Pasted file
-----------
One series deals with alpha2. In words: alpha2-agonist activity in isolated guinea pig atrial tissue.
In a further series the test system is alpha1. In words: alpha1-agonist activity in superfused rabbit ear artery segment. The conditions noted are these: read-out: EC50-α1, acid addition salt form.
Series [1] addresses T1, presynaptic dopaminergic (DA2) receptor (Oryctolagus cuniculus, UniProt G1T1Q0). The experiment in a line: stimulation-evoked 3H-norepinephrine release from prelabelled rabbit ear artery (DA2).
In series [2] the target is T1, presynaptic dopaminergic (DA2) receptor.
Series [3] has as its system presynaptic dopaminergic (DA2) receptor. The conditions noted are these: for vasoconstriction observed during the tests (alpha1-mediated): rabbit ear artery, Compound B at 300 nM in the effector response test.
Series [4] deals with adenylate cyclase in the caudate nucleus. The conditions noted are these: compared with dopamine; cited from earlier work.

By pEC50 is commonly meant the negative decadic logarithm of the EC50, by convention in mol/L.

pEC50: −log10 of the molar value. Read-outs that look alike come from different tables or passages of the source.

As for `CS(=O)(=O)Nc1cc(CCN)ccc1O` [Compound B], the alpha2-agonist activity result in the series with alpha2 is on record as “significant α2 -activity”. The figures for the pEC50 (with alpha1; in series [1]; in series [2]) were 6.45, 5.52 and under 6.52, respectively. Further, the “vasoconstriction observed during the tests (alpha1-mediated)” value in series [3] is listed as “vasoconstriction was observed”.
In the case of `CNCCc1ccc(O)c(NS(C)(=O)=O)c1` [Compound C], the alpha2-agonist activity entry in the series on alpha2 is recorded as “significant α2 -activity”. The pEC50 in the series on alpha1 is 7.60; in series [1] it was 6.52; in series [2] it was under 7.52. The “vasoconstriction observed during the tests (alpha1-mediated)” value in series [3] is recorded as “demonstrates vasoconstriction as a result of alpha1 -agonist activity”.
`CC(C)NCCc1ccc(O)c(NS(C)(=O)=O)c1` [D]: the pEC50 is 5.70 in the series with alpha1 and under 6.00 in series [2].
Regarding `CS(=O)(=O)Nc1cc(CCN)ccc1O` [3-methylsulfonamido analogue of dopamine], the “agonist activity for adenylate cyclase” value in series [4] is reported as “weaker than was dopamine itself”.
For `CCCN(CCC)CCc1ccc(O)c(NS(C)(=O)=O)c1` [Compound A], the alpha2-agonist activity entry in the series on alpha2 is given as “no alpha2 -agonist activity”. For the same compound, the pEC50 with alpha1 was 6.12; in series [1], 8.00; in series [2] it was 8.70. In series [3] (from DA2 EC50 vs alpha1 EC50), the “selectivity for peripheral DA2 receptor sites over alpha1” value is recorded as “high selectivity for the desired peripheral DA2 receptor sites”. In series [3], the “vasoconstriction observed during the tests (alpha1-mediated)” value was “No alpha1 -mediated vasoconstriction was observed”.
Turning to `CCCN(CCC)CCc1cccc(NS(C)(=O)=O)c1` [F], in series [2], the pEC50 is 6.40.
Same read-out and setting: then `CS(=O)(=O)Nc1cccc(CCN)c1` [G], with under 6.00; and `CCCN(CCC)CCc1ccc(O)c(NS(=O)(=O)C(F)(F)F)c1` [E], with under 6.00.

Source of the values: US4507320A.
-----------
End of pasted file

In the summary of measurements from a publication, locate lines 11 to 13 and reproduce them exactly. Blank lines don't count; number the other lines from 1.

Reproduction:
`CC(C)NCCc1ccc(O)c(NS(C)(=O)=O)c1` [D]: the pEC50 is 5.70 in the series with alpha1 and under 6.00 in series [2].
Regarding `CS(=O)(=O)Nc1cc(CCN)ccc1O` [3-methylsulfonamido analogue of dopamine], the “agonist activity for adenylate cyclase” value in series [4] is reported as “weaker than was dopamine itself”.
For `CCCN(CCC)CCc1ccc(O)c(NS(C)(=O)=O)c1` [Compound A], the alpha2-agonist activity entry in the series on alpha2 is given as “no alpha2 -agonist activity”. For the same compound, the pEC50 with alpha1 was 6.12; in series [1], 8.00; in series [2] it was 8.70. In series [3] (from DA2 EC50 vs alpha1 EC50), the “selectivity for peripheral DA2 receptor sites over alpha1” value is recorded as “high selectivity for the desired peripheral DA2 receptor sites”. In series [3], the “vasoconstriction observed during the tests (alpha1-mediated)” value was “No alpha1 -mediated vasoconstriction was observed”.